Cuil Logo Let’s kick off the fresh start to this stale blog with the news from across the Internet that some people who used to work for the search and advertising giant Google, have gone on to start up their own search engine.

Cuil, which other sites make a point of letting you know is pronounced ‘cool’ and is apparently an old Irish word for knowledge. Cuil will no-doubt be seen as an up-coming contender to rival Google because of the team behind it. Cuil’s founders are Tom Costello and Anna Patterson, a husband and wife team whose histories consist of significant search-technology experience. Anna Patterson, along with Russell Power (VP of Engineering and Founder) and Louis Monier (VP of Products), have come from Google to make Cuil a success.

The way Cuil is supposed to differ isn’t just the number of pages indexed and results, as the index isn’t fully established, but the relevance of results. Cuil can work out the different meanings behind a search, the example given on their FAQs page is for jaguar: would that be the car, the cat or the operating system? The results of these homophones and concepts are separated into tabs. This will allow users to select the appropriate tab to ‘drill down’ into their search results, rather than editing the search to specify just cats for example: jaguar -car -operating -system +cat. The results of searches are also displayed in columns, one can choose between two or three columns from an easily accessible link in the bottom right corner of the screen rather than buried in a preferences page, the same applies for the Safe Search option in the top right corner on any results page.

Another perk of using Cuil, for those concerned about requests from certain authorites for site visitor logs,  is that Cuil doesn’t keep any information on their users’ search activities.


Cuil Search ResultsA quick test shows that while Cuil hasn’t indexed as much of the Internet as Google (either that or it is showing more relevant results), it does come up with the goods in some…and not-some cases.

A search for ‘techstatic’, the name of this not-very-popular-blog, has been around for a year or so and should feature in Google, which it does but does it appear in Cuil?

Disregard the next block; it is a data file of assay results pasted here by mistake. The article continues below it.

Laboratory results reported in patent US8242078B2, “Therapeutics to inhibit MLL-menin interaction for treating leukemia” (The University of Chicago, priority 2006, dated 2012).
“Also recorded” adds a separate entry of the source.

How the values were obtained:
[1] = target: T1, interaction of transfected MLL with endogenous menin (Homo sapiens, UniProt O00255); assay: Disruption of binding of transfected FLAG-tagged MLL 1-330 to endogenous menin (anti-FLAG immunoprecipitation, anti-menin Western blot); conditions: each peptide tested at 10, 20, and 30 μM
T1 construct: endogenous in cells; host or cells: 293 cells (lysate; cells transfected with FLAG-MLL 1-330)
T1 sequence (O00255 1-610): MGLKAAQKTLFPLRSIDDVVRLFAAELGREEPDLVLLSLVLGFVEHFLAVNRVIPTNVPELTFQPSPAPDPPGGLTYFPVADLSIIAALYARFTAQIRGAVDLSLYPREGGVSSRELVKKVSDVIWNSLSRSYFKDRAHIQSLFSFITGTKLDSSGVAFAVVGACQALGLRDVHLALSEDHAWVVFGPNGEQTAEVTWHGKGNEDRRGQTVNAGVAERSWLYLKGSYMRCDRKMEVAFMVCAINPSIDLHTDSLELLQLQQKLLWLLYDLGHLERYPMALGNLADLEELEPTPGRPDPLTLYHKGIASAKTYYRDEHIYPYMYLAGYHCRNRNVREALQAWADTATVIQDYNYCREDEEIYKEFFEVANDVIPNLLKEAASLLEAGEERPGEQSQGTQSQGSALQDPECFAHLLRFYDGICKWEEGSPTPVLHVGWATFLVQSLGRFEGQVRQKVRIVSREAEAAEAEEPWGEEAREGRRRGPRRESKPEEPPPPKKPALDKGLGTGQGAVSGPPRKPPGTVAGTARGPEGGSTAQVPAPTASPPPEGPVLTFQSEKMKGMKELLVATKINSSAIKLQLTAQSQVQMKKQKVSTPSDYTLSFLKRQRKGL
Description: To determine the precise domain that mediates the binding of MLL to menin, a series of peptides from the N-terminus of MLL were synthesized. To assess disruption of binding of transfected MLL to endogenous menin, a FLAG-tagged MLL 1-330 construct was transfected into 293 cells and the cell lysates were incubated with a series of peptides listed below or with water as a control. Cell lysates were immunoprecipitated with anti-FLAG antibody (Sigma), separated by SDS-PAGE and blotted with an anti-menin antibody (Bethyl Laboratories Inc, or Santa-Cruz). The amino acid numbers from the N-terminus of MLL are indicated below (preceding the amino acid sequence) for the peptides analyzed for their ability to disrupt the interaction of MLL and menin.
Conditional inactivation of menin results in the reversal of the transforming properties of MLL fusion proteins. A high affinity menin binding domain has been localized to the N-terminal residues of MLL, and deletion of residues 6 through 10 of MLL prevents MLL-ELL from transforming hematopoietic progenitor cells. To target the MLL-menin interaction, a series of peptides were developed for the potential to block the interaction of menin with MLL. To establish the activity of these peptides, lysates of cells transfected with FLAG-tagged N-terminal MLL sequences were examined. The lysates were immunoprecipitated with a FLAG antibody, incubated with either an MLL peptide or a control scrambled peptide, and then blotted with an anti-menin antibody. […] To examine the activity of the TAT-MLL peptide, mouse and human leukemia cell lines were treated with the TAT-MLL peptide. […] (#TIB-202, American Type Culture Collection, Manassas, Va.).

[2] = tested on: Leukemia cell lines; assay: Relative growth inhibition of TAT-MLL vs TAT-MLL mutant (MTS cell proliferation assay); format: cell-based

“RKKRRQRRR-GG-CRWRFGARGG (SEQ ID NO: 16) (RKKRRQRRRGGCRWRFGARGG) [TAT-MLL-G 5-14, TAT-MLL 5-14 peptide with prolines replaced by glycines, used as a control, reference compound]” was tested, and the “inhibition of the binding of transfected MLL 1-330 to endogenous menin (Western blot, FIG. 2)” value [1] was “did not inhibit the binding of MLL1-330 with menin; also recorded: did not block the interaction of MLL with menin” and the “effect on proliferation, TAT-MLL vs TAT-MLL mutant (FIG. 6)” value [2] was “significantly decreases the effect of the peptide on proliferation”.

Cuil: 233 results
Google: 808
MSN: 41,500,000 (?!?!?)

While MSN claimed it had a whopping 41.5million results, of the first page results, ten in total, seven were relevant with the reference to techstatic being in the domain, site title, text on the page and in the file name. The remainder of the results were from tech and static appearing separately on the sites somewhere.

Of Google’s first 10 results on the first page, all were relevant to the word techstatic. The first few results that had priority had techstatic in the domain name, following that were results where techstatic appeared in the page title and finally results where techstatic appeared on the page.

Cuil: The first page in three column layout displayed 11 results. The first was a Zlio shop with the subdomain techstatic. Another two results refer to the Zlio shop also but not once does come up, neither do any other pages with techstatic in their titles. It looks like hasn’t been indexed yet but the techstatic backup blog at has been indexed, although this didn’t appear in the first ten pages of results!

Give it some time, Cuil might be the go-to search engine Google used to be during the early days of search, especially if you are looking for something when Google’s results may be full of solutions from popular sites requiring membership (Experts Exchange, anybody?).

Cuil, Ars-Technica

By Viran

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